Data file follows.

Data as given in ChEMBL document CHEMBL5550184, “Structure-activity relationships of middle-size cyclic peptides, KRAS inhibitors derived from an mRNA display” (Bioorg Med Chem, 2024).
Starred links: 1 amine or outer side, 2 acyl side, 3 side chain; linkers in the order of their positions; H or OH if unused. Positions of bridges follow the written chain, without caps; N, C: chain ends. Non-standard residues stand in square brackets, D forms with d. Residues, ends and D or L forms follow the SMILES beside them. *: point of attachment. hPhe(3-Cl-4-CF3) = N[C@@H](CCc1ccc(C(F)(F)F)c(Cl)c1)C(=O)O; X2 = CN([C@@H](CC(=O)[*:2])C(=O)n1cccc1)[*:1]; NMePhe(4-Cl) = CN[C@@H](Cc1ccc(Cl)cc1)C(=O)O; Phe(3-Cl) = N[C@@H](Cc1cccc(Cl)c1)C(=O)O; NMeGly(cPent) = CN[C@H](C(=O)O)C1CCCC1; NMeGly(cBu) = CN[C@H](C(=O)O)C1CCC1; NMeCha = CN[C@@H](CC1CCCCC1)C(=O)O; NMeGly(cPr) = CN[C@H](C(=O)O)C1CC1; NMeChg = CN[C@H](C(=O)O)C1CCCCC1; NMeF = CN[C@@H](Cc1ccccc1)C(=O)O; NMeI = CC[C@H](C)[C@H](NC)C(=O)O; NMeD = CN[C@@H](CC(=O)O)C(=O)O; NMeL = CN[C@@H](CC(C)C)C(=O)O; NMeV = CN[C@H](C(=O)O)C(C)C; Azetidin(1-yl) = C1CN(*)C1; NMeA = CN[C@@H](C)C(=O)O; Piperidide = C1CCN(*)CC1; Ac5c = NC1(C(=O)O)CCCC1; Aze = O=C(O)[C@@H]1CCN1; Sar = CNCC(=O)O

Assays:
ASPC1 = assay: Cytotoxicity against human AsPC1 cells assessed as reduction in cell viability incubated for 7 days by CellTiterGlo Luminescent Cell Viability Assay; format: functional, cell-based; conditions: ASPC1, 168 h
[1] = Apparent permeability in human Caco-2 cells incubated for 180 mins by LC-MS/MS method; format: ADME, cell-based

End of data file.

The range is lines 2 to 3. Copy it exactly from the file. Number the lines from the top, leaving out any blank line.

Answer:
Starred links: 1 amine or outer side, 2 acyl side, 3 side chain; linkers in the order of their positions; H or OH if unused. Positions of bridges follow the written chain, without caps; N, C: chain ends. Non-standard residues stand in square brackets, D forms with d. Residues, ends and D or L forms follow the SMILES beside them. *: point of attachment. hPhe(3-Cl-4-CF3) = N[C@@H](CCc1ccc(C(F)(F)F)c(Cl)c1)C(=O)O; X2 = CN([C@@H](CC(=O)[*:2])C(=O)n1cccc1)[*:1]; NMePhe(4-Cl) = CN[C@@H](Cc1ccc(Cl)cc1)C(=O)O; Phe(3-Cl) = N[C@@H](Cc1cccc(Cl)c1)C(=O)O; NMeGly(cPent) = CN[C@H](C(=O)O)C1CCCC1; NMeGly(cBu) = CN[C@H](C(=O)O)C1CCC1; NMeCha = CN[C@@H](CC1CCCCC1)C(=O)O; NMeGly(cPr) = CN[C@H](C(=O)O)C1CC1; NMeChg = CN[C@H](C(=O)O)C1CCCCC1; NMeF = CN[C@@H](Cc1ccccc1)C(=O)O; NMeI = CC[C@H](C)[C@H](NC)C(=O)O; NMeD = CN[C@@H](CC(=O)O)C(=O)O; NMeL = CN[C@@H](CC(C)C)C(=O)O; NMeV = CN[C@H](C(=O)O)C(C)C; Azetidin(1-yl) = C1CN(*)C1; NMeA = CN[C@@H](C)C(=O)O; Piperidide = C1CCN(*)CC1; Ac5c = NC1(C(=O)O)CCCC1; Aze = O=C(O)[C@@H]1CCN1; Sar = CNCC(=O)O

Assays: